“Should the PBOC take a sharper turn toward easing, bonds could rally, there is a case to be made there,” said Brendan McKenna, a strategist at Wells Fargo & Co. in New York. Still, he thinks a further regulatory crackdown in 2022 in China risks killing the appeal of the assets as a regional haven. “Even with a stronger easing bias, investing into that kind of regulatory uncertainty is still a challenge and a risk many investors may not be comfortable taking.”
So what exactly does it take to be considered a haven asset, anyway? According to a European Central Bank working paper, safe assets are debt issued by a “safe” government of a country that has its own central bank, a stable currency, protection of property rights and low inflation. They are also highly liquid, an International Monetary Fund report said.
The nine bond markets analyzed for this piece come from the IMF’s data on the currency composition of official foreign-exchange reserves. Germany and France, the biggest economies in the euro zone, represent the shared-currency bloc.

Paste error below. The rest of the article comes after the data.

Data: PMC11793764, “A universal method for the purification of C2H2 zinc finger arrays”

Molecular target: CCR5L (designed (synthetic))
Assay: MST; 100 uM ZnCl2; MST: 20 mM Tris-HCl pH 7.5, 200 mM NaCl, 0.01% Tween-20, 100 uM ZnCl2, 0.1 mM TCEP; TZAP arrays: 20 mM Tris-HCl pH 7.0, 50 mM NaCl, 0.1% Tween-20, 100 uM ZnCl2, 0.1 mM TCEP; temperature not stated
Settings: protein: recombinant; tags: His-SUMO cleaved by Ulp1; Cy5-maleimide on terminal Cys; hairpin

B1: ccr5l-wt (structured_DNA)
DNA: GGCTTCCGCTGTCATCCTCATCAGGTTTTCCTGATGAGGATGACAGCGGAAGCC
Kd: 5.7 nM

The haven scores in Bloomberg’s study are based on the following six criteria:
Market capitalization is adjusted for central banks’ holdings in countries where the monetary authorities buy government bonds as part of their policy. This is intended to measure the depth of the market’s liquidity.
All numbers were then standardized using Z-scores and the total scores are the sums of all the variables.